Presentation on theme: "THE PATH LAID BY TRINKO: EU Microsoft (interoperability issue) in light of Trinko and IMS Eleanor M. Fox New York University School of Law Global Competition."— Presentation transcript:
THE PATH LAID BY TRINKO: EU Microsoft (interoperability issue) in light of Trinko and IMS Eleanor M. Fox New York University School of Law Global Competition Law Centre, Brussels 12 July 2004
“There were two paths and [we] took one” and which did Europe take? TRINKO, IMS, MICROSOFT (interoperability), and duties to deal
I. Introduction-outline US – background; essential facilities Trinko EU – IMS EU – Microsoft: workgroup servers and duty to disclose interface information Microsoft in view of IMS Trinko
US- background: essential facilities doctrine, duties to deal Terminal Railways AT&T Aspen Trinko v. Bell Atlantic Becomes Verizon v. Trinko
TRINKO (Sup.Ct. 2004)(Scalia) The 1996 Telecoms Act The complaint Is there an antitrust duty? General rule: freedom to refuse to deal Monopoly is okay, forced dealing is bad (incentives) Does this case qualify for an exception? The Aspen exception? No Essential facilities? No This case is about insufficient assistance to rivals
Should we add an exception to the no-duty principle? Court: no. The marginal costs are greater than the marginal benefits The 1996 act protects competition In monopoly (unilateral act) cases, courts are likely to get it wrong Beware false positives Intervention to supervise a duty to deal is beyond the abilities of courts
Europe – IMS 29 April 2004 Refusal to grant a license can constitute abuse only in exceptional circumstances Access must be indispensable, and Refusal must - prevent emergence of a new product for which there is potential consumer demand Be unjustified Exclude any competition on secondary market
When is access indispensable? “[I]t must be determined whether there are products or services which constitute alternative solutions, even if they are less advantageous, and whether [obstacles make] it impossible or at least unreasonably difficult … to create … the alternative products or services.” para. 28
MICROSOFT-EU March 2004 Workgroup servers and Microsoft’s duty of interoperability – duty to disclose interface Novell was the pioneer, with NetWare; Sun, Linux have “limited presence” Microsoft disclosed interoperability info while it developed Windows NT.4, then it “disrupt[ed its] previous levels of interoperability Microsoft designs its system so that rivals’ workgroup servers cannot call up all functions on its OS that NT can do, and so that its NT can access these functions more quickly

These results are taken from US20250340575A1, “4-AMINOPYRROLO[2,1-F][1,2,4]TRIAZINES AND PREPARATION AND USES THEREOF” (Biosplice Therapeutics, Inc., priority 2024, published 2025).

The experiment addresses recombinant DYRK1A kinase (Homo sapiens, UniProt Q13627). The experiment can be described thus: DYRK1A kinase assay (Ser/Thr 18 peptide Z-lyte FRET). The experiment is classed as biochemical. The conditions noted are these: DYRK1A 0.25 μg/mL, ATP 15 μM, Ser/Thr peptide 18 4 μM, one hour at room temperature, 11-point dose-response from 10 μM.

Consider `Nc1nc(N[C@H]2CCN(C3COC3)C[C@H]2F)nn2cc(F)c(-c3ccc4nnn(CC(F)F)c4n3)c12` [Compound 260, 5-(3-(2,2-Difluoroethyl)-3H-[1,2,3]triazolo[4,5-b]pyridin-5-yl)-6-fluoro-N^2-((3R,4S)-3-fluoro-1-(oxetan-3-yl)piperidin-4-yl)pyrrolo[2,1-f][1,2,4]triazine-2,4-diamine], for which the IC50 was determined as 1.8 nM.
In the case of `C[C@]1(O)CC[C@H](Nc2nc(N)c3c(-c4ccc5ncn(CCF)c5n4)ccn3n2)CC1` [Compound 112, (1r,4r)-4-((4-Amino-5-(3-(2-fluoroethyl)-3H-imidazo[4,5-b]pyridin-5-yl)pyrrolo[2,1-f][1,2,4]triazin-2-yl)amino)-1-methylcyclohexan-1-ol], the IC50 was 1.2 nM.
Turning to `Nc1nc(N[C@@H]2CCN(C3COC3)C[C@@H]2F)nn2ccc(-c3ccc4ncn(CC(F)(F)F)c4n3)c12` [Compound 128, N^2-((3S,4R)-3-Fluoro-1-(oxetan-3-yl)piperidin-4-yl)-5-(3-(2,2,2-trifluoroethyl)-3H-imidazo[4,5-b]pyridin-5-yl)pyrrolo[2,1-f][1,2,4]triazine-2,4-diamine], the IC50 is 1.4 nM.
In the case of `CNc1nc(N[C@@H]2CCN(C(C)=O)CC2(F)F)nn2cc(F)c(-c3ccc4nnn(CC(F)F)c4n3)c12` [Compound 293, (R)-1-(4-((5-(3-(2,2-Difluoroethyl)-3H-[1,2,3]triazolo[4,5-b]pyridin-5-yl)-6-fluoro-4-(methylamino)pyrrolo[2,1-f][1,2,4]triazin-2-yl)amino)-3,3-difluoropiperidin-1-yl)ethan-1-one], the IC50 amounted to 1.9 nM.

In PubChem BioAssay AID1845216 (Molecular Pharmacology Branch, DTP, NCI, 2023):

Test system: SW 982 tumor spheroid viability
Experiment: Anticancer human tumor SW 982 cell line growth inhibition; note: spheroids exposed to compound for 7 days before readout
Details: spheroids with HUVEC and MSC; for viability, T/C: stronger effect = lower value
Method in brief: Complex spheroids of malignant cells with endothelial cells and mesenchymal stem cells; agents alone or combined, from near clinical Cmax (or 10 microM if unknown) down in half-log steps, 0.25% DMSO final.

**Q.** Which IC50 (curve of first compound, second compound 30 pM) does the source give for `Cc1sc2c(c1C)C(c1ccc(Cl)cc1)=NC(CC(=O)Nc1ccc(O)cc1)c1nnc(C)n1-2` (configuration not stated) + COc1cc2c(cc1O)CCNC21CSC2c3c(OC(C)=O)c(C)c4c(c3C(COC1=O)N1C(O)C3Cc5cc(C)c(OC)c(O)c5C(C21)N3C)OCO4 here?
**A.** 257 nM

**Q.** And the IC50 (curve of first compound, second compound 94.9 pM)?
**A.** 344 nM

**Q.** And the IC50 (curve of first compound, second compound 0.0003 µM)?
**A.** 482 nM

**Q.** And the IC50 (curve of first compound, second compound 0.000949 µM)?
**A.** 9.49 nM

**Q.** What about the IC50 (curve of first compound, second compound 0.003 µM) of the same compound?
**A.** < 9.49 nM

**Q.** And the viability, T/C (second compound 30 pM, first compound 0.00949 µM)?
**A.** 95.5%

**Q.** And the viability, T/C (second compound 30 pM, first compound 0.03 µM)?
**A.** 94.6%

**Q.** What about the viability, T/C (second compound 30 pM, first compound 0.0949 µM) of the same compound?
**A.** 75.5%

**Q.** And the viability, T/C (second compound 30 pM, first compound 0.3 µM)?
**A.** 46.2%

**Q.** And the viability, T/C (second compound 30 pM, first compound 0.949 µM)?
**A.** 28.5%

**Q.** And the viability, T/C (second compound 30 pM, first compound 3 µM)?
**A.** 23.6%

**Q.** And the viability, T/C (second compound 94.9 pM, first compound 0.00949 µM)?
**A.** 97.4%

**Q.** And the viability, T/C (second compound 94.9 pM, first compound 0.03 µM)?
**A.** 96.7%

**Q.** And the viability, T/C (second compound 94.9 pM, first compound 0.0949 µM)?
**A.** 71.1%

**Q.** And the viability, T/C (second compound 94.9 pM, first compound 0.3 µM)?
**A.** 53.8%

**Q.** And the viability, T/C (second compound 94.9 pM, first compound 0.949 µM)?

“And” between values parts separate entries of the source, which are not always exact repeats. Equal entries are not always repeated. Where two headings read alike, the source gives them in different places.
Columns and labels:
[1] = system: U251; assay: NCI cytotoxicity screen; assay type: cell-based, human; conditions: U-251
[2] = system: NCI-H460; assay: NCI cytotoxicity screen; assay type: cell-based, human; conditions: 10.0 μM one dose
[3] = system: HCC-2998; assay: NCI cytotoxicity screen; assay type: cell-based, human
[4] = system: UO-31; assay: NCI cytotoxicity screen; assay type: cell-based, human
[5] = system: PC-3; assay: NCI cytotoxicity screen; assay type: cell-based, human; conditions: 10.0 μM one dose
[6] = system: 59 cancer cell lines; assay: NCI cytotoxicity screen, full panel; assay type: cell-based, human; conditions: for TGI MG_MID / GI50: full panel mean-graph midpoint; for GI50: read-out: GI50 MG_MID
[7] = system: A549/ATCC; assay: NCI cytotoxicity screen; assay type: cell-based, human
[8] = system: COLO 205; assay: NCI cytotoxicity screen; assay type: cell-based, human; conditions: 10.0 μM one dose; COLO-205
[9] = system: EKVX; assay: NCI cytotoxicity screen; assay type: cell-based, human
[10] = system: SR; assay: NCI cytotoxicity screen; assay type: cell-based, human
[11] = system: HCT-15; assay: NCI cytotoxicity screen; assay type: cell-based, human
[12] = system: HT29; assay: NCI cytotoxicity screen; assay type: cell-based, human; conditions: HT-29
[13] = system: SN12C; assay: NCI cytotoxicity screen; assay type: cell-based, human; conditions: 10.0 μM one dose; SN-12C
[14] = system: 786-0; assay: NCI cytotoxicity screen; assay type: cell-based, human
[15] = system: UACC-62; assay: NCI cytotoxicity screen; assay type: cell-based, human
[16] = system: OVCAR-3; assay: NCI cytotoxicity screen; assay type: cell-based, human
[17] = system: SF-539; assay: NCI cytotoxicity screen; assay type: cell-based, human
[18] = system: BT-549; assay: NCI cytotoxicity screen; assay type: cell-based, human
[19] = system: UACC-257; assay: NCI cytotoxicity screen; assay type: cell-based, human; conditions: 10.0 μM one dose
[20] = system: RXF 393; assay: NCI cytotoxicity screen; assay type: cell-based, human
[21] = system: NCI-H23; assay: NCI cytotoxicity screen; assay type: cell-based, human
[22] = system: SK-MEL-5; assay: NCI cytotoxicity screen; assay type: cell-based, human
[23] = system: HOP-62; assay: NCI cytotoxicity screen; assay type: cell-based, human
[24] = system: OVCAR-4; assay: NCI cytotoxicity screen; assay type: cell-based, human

MICROSOFT-EU March 2004 Microsoft shifts users to its system by promising and delivering seamless workability of NT.4 with Windows PC and pointing out that rivals do not deliver seamless workability Incidents (MUP): Microsoft creates incompatibilities by its upgrades and delays in curing problem
“ Microsoft’s refusal puts Microsoft’s competitors at a strong competitive disadvantage in the work group server operating system market, to an extent where there is a risk of elimination of competition. “ para. 589 “The interoperability information at stake is indispensable for competitors to be able to viably compete in the work group server operating system market.” para “If Microsoft’s competitors had access to the interoperability information …, they could use [it] to make the advanced features of their own products available ….” para. 694 Though Microsoft’s incentives may be diminished, the refusal causes in a net loss in innovation.
Microsoft in view of IMS Does the Commission meet the test of indispensability? Does the Commission meet the test of new products? Does Microsoft’s refusal exclude all competition on the market? Are the IMS tests the rights ones for this problem? Is Microsoft problem more like local loop access?
Microsoft in view of Trinko Do the Microsoft facts come within an exception from the freedom to not deal? Aspen? no Essential facilities doctrine, if any? No Is there reason for a new exception? Does the regulatory background (the US decree) or do M’s own incentives provide protections? Marginal costs and benefits? False positives; ability of judges, monitors
Microsoft in view of THE BEST RULE? What is the best rule to advance consumer interests, preserve/enhance incentives to compete and innovate? To what extent is the answer a matter of philosophy and political economy? Trust the market (and Microsoft); trust the agency, the courts, the rivals? Is it tenable for US/EU to take two paths?